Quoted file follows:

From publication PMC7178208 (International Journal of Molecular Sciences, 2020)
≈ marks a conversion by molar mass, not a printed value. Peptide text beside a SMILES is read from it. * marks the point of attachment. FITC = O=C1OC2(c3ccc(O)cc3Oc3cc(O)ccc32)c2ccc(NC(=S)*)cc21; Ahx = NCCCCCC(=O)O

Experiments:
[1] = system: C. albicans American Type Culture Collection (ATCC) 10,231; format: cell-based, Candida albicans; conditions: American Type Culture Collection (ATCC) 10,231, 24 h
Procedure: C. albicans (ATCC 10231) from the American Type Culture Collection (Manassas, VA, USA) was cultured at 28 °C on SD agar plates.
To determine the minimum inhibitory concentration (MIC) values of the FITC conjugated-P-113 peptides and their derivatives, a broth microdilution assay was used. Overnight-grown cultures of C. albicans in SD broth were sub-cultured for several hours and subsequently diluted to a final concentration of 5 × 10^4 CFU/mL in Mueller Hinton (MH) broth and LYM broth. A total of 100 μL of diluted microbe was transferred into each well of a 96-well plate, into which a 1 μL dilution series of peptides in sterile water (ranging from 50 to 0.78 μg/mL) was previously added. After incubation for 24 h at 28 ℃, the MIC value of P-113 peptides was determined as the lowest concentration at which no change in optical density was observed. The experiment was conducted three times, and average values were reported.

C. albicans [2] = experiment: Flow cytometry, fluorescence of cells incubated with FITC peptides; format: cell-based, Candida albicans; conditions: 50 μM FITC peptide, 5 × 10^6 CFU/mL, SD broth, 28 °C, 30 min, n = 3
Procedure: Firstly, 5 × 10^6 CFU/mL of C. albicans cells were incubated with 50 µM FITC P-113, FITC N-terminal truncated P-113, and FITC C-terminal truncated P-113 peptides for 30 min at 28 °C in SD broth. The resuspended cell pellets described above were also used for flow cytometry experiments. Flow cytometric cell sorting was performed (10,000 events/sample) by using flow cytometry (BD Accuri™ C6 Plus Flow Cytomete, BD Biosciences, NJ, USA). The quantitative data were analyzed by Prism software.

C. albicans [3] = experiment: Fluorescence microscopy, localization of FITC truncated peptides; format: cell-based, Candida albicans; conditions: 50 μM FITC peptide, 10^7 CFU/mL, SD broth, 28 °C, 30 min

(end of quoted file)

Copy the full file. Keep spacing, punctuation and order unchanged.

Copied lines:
From publication PMC7178208 (International Journal of Molecular Sciences, 2020)
≈ marks a conversion by molar mass, not a printed value. Peptide text beside a SMILES is read from it. * marks the point of attachment. FITC = O=C1OC2(c3ccc(O)cc3Oc3cc(O)ccc32)c2ccc(NC(=S)*)cc21; Ahx = NCCCCCC(=O)O

Experiments:
[1] = system: C. albicans American Type Culture Collection (ATCC) 10,231; format: cell-based, Candida albicans; conditions: American Type Culture Collection (ATCC) 10,231, 24 h
Procedure: C. albicans (ATCC 10231) from the American Type Culture Collection (Manassas, VA, USA) was cultured at 28 °C on SD agar plates.
To determine the minimum inhibitory concentration (MIC) values of the FITC conjugated-P-113 peptides and their derivatives, a broth microdilution assay was used. Overnight-grown cultures of C. albicans in SD broth were sub-cultured for several hours and subsequently diluted to a final concentration of 5 × 10^4 CFU/mL in Mueller Hinton (MH) broth and LYM broth. A total of 100 μL of diluted microbe was transferred into each well of a 96-well plate, into which a 1 μL dilution series of peptides in sterile water (ranging from 50 to 0.78 μg/mL) was previously added. After incubation for 24 h at 28 ℃, the MIC value of P-113 peptides was determined as the lowest concentration at which no change in optical density was observed. The experiment was conducted three times, and average values were reported.

C. albicans [2] = experiment: Flow cytometry, fluorescence of cells incubated with FITC peptides; format: cell-based, Candida albicans; conditions: 50 μM FITC peptide, 5 × 10^6 CFU/mL, SD broth, 28 °C, 30 min, n = 3
Procedure: Firstly, 5 × 10^6 CFU/mL of C. albicans cells were incubated with 50 µM FITC P-113, FITC N-terminal truncated P-113, and FITC C-terminal truncated P-113 peptides for 30 min at 28 °C in SD broth. The resuspended cell pellets described above were also used for flow cytometry experiments. Flow cytometric cell sorting was performed (10,000 events/sample) by using flow cytometry (BD Accuri™ C6 Plus Flow Cytomete, BD Biosciences, NJ, USA). The quantitative data were analyzed by Prism software.

C. albicans [3] = experiment: Fluorescence microscopy, localization of FITC truncated peptides; format: cell-based, Candida albicans; conditions: 50 μM FITC peptide, 10^7 CFU/mL, SD broth, 28 °C, 30 min